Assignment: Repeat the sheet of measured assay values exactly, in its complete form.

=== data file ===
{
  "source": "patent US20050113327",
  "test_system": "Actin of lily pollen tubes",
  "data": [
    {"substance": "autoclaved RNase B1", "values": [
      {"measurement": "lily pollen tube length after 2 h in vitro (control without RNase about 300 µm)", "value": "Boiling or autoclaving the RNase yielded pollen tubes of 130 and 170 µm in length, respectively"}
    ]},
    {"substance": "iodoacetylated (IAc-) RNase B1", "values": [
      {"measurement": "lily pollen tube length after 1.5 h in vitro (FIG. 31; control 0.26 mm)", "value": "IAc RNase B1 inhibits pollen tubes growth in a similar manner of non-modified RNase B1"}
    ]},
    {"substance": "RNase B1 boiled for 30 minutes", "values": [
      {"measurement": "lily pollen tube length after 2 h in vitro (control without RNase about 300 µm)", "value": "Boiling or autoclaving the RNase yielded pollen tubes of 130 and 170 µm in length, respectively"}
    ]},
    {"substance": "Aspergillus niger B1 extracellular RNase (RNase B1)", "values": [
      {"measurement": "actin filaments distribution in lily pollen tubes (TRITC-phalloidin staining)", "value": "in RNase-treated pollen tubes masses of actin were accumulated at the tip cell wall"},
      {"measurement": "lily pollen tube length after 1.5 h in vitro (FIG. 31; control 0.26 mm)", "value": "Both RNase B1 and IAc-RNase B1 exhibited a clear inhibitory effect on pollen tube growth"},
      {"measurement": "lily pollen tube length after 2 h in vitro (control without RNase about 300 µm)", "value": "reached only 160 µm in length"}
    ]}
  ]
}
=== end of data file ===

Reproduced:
{
  "source": "patent US20050113327",
  "test_system": "Actin of lily pollen tubes",
  "data": [
    {"substance": "autoclaved RNase B1", "values": [
      {"measurement": "lily pollen tube length after 2 h in vitro (control without RNase about 300 µm)", "value": "Boiling or autoclaving the RNase yielded pollen tubes of 130 and 170 µm in length, respectively"}
    ]},
    {"substance": "iodoacetylated (IAc-) RNase B1", "values": [
      {"measurement": "lily pollen tube length after 1.5 h in vitro (FIG. 31; control 0.26 mm)", "value": "IAc RNase B1 inhibits pollen tubes growth in a similar manner of non-modified RNase B1"}
    ]},
    {"substance": "RNase B1 boiled for 30 minutes", "values": [
      {"measurement": "lily pollen tube length after 2 h in vitro (control without RNase about 300 µm)", "value": "Boiling or autoclaving the RNase yielded pollen tubes of 130 and 170 µm in length, respectively"}
    ]},
    {"substance": "Aspergillus niger B1 extracellular RNase (RNase B1)", "values": [
      {"measurement": "actin filaments distribution in lily pollen tubes (TRITC-phalloidin staining)", "value": "in RNase-treated pollen tubes masses of actin were accumulated at the tip cell wall"},
      {"measurement": "lily pollen tube length after 1.5 h in vitro (FIG. 31; control 0.26 mm)", "value": "Both RNase B1 and IAc-RNase B1 exhibited a clear inhibitory effect on pollen tube growth"},
      {"measurement": "lily pollen tube length after 2 h in vitro (control without RNase about 300 µm)", "value": "reached only 160 µm in length"}
    ]}
  ]
}